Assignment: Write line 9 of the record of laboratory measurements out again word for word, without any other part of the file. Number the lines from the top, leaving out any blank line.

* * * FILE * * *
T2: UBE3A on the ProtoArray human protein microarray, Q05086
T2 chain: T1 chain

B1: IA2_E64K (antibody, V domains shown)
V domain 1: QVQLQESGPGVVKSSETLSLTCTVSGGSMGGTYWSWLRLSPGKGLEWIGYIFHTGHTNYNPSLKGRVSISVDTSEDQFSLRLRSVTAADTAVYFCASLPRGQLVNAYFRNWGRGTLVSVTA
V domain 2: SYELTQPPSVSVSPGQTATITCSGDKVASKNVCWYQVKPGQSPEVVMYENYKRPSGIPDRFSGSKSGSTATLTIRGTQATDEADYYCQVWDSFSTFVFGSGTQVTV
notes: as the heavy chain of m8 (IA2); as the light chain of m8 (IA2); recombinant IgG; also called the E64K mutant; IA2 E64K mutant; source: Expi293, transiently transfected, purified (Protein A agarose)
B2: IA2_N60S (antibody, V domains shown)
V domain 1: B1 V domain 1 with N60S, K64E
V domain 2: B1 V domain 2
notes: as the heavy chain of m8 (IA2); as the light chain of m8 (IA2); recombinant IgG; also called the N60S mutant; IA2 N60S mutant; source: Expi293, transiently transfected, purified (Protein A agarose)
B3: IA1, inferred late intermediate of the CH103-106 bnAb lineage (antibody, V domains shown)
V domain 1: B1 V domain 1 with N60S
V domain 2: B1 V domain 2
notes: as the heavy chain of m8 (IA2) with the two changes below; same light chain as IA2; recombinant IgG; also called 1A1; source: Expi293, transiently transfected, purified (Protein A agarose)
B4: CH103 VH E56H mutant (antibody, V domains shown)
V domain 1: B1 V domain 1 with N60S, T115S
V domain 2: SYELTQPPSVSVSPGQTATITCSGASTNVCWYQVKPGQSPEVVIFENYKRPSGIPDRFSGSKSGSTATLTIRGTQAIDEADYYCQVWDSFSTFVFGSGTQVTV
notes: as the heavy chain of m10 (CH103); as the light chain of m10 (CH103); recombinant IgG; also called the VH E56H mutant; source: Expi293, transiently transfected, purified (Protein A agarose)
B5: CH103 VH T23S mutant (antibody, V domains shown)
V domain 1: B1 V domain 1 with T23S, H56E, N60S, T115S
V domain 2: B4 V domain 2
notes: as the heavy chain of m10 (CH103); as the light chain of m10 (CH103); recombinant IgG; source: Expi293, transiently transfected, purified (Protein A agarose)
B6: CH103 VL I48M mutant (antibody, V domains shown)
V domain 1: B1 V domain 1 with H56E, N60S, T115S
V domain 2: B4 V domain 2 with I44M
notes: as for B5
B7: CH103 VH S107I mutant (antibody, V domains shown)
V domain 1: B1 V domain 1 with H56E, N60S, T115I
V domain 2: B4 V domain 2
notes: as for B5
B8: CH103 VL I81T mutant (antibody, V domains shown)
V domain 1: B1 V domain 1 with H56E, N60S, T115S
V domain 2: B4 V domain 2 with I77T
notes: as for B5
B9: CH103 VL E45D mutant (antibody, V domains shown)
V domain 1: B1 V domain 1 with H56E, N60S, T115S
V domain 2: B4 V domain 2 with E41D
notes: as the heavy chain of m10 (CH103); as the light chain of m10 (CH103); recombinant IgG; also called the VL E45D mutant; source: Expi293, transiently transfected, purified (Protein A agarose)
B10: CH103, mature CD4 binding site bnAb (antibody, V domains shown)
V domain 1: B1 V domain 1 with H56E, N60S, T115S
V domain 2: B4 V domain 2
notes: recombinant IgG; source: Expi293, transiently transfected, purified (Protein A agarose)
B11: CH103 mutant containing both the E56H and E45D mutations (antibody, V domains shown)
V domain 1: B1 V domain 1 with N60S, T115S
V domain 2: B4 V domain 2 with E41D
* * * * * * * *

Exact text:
V domain 2: B1 V domain 2